Managed care profits up, optimism for 2005 strong
■ But doctors say plans, despite their bounty, are still squeezing them by suppressing reimbursements and squeezing patients by rapidly raising premiums.
To Douglas K. Holmes, MD, hearing that most of the biggest managed care plans posted hefty profit increases last year is something like watching the old TV show "Lifestyles of the Rich and Famous" -- a story of wealth, success and goals achieved that appears to have little to do with his own daily life.
"Despite the wonderful profits they've made, they are still very hard-line when we're trying to negotiate a contract with them," said the Raleigh, N.C., otolaryngologist, who in contract negotiations three months ago was offered reimbursement increases of no more than 5%. "There is no transference of any of their [additional profits] to doctors' rates."
This is an old story to Dr. Holmes, but the profit levels of most large insurers are surging with an exuberance that's catching the attention of Wall Street anew. Six of the seven largest health plans saw their profits increase in 2004 -- California-based Health Net was the only one to see a decline. Aetna and CIGNA saw their profits more than double. Aetna's were up 136% and CIGNA's were up 128%.
Managed care "had a great year," said Carl Mercurio, president of Corporate Research Group, a New Rochelle, N.Y.-based consulting firm that studies the industry. "Profit was way up, they were able to increase [premiums], they kept medical costs in line, and they've enjoyed some efficiencies in administration."
HMO premiums increased by about 10% to 12% last year on average, about two to three times the rate of inflation, Mercurio said. At the same time, medical cost increases fell from 7.8% to 6.4% last year, said Isabelle Roman-Barrio, a senior financial analyst at New Jersey-based A.M. Best Co.
"There's a lot of talk of medical care and technology and pharmaceuticals rising in cost, so that managed care companies feel justified in raising their rates," Dr. Holmes said. "But rates are far exceeding the [pace at which] the costs are going up."
Donald J. Palmisano, MD, immediate past president of the AMA, said he views high profits in managed care as an outgrowth of consolidation among health plans over the past few years.
"There has been an undeniable decline in competition in health insurance markets," he said. "In fact, profit margins for health insurers have remained historically high for the past four years while the total number of health insurers in the country has declined."
The federal government should assess the level of competition in health care and, by using its subpoena power to get proprietary pricing data from insurers, determine if it's proper for managed care plans to continue hiking premiums while making record profits, Dr. Palmisano said.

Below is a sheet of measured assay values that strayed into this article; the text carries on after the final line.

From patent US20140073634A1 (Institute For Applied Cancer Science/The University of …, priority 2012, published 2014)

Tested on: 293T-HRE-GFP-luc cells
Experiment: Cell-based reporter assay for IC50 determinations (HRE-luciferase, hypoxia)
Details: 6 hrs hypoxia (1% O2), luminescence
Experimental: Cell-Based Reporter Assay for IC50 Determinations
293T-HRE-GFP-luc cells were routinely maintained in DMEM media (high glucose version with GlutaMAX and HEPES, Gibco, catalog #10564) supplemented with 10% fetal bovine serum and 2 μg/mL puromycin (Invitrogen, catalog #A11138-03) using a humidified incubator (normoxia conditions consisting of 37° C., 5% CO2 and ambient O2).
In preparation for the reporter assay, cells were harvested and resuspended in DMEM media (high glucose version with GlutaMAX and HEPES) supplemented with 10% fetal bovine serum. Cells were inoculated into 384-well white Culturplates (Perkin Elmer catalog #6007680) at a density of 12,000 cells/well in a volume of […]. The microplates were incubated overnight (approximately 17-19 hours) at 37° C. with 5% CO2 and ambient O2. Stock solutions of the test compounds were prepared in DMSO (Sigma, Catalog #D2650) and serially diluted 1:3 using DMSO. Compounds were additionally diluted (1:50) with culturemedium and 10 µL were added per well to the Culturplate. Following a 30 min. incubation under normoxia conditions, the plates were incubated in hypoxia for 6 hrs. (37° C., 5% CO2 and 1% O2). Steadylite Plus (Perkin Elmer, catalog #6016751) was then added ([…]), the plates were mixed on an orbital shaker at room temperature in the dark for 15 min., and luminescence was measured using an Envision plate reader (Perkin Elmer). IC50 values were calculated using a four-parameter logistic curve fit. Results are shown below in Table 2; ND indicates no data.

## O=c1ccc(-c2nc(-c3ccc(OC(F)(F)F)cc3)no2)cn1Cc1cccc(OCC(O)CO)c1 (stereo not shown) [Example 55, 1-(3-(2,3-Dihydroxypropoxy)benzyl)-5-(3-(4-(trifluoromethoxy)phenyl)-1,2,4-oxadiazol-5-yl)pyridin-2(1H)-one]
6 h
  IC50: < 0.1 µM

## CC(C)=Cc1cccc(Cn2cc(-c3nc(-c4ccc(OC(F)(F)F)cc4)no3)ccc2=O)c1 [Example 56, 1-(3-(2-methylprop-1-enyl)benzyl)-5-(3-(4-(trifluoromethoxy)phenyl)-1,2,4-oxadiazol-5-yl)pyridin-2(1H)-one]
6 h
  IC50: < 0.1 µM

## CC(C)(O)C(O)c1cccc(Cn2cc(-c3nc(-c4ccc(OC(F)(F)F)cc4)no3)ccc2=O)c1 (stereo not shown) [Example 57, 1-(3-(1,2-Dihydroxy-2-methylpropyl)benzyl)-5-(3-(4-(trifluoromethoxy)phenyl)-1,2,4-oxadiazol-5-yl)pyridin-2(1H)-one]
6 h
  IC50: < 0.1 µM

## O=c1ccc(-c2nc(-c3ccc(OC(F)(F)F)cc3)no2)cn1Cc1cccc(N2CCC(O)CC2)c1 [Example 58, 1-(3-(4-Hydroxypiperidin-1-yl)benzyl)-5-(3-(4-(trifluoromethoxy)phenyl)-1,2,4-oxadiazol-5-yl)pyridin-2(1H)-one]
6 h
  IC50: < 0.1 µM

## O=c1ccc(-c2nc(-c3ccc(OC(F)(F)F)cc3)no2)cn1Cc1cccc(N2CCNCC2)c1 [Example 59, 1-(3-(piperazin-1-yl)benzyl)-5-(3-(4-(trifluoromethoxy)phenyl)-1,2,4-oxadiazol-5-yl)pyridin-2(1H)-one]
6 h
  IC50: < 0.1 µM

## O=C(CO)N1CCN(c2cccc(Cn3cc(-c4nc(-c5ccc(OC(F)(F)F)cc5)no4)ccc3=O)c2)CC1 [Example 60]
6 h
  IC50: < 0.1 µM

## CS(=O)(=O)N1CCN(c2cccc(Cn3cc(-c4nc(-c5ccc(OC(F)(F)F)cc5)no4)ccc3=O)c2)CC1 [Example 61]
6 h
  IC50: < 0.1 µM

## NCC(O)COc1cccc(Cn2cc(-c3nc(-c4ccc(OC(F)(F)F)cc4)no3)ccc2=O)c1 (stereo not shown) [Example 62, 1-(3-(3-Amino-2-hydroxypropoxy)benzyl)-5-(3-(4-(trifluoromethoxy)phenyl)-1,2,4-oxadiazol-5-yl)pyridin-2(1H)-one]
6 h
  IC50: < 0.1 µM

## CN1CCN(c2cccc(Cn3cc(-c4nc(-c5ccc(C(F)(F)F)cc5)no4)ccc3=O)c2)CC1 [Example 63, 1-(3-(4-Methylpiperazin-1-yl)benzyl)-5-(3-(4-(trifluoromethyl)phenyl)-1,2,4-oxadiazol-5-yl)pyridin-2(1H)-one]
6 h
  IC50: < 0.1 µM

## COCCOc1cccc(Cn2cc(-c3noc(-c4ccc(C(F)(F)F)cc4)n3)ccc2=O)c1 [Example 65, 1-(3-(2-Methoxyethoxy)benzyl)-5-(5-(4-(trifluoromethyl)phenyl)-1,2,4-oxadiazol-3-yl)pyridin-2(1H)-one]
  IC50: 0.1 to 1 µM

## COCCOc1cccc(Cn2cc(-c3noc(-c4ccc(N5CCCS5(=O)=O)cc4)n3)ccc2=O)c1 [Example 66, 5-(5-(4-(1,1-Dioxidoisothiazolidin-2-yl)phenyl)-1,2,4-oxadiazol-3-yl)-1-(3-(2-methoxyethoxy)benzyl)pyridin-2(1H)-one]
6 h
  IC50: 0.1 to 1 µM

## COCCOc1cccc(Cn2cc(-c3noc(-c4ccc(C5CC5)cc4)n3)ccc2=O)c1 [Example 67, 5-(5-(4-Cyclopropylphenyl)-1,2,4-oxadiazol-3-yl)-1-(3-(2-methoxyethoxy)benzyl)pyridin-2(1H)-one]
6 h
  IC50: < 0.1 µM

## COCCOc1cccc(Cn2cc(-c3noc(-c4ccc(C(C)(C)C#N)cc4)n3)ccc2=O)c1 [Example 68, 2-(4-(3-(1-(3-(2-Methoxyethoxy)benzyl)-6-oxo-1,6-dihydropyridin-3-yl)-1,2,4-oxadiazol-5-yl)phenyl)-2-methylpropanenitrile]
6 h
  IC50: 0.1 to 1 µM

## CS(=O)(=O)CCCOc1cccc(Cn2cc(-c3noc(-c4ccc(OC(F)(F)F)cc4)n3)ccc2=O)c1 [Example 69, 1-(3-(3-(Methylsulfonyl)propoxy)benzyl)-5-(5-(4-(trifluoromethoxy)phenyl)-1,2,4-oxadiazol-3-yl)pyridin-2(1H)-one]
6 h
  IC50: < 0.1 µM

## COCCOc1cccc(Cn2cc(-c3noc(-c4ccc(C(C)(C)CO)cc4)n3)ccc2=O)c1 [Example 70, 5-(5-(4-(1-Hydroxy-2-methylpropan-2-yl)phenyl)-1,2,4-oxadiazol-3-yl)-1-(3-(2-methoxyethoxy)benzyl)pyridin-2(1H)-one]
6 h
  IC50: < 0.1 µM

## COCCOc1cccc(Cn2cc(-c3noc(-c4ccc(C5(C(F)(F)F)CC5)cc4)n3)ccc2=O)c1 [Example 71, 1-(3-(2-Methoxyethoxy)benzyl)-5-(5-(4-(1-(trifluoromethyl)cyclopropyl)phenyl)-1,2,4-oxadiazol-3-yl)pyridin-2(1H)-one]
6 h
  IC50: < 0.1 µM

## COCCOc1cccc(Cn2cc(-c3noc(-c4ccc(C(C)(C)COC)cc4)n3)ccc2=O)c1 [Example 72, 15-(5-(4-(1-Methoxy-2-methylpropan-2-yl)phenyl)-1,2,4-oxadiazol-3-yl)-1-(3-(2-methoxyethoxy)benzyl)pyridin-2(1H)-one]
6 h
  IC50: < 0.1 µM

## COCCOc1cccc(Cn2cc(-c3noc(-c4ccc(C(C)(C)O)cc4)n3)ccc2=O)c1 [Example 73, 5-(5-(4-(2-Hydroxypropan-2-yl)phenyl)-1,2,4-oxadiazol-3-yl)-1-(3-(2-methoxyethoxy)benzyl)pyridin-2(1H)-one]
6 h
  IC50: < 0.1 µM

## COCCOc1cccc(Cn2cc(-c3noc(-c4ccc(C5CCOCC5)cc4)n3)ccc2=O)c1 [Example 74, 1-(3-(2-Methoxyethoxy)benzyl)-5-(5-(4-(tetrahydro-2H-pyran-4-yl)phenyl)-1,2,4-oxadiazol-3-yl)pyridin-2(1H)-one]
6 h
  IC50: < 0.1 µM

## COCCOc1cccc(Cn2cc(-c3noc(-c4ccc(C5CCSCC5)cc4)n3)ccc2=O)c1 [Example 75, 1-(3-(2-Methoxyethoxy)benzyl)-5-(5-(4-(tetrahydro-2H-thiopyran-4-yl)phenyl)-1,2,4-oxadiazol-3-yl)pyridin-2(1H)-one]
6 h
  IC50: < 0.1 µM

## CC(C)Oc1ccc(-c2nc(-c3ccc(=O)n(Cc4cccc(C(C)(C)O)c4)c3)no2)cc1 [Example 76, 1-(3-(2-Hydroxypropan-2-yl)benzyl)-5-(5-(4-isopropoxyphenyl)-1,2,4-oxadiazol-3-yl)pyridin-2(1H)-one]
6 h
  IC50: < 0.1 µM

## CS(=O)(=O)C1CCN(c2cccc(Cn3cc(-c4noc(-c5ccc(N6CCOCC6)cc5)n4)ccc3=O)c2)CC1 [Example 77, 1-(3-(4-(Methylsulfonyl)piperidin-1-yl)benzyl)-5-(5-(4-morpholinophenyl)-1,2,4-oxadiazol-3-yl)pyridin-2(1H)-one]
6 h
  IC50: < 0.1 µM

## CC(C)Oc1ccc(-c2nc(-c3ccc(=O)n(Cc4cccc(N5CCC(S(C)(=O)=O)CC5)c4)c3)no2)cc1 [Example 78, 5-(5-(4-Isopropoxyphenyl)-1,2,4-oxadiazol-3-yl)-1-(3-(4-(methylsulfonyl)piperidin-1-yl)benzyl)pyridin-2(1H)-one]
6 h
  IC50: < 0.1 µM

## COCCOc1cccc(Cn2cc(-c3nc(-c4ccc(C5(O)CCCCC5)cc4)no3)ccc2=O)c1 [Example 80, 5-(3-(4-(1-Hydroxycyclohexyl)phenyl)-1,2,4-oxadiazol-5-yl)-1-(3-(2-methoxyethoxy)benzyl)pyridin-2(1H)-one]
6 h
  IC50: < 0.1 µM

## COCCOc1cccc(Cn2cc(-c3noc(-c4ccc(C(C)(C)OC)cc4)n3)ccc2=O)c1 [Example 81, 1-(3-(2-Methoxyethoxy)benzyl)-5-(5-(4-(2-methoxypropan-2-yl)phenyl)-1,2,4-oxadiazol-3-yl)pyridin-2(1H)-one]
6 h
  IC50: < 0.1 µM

One poll says many managed care executives say they're feeling pretty good about the prospects for a prosperous 2005, too.
The majority of managed care companies appear optimistic that business will remain good this year, at least in terms of attracting higher revenues, according to a study by Celerant Consulting, a Lexington, Mass.-based affiliate of Novell Inc.
Celerant's survey of 30 managed care executives found six out of 10 expect growth in revenues in 2005. This is the second-highest level of optimism for any industry polled by Celerant, trailing only the telecommunications field.
"Overall, if you look at Wall Street, it's cautiously optimistic about improvements in industry [performance]," Celerant vice president Rob Haarsgaard said about managed care. "A lot of the companies have bullish [attitudes] toward 2005."
Just 7% of managed care leaders said their revenues would probably be down this year, according to the Celerant report.
In addition to a slowdown in the increase of pharmaceutical spending that's taken place as use of generics has risen, Haarsgaard said, the upward trajectory of health costs that's traditionally challenged managed care is moderating as patients learn more about the cost of their care.
"There is a greater education and awareness of the customer base [about prices]," he said.
Wendell Potter, a spokesman for Philadelphia-based CIGNA, said his company more than doubled its earnings through a standard turnaround strategy that included raising many members' premiums and identifying and dropping the lines of business that are least profitable -- a move that has trimmed its member rolls by roughly 10% since the end of 2003.
"You have to be able to stay in business, to price your business profitably," he said. "You can't continue to lose money."
CIGNA also cut about 3,000 positions last year, about half through firings and half through attrition, he said.
Potter rejected the idea that the profit levels attained by plans should be viewed by physicians as money extracted from the health care system, or from physicians' incomes. He gave disease management programs as an example of initiatives that companies such as CIGNA are building up and which require funding. These will assist both patients and physicians by increasing the quality and efficiency of care in the long run, he said.
But Michael Wasylik, MD, an orthopedic surgeon in Tampa, Fla., and chair of the managed care committee of the Florida Medical Assn., said such programs may just add to doctors' burdens if the brighter profits never are translated into higher payments to physicians as well.
"They expect the doctors to do more, which is OK," Dr. Wasylik said. "Doctors want to do more. But we don't have the staff to do that if we can't hire employees. [Insurers] absolutely won't acknowledge the fact that we need adequate reimbursements. They're making double the profits. Can't they give doctors just a little of that? The public sees managed care as making a lot of money and they think it's going to the physician, and it's not."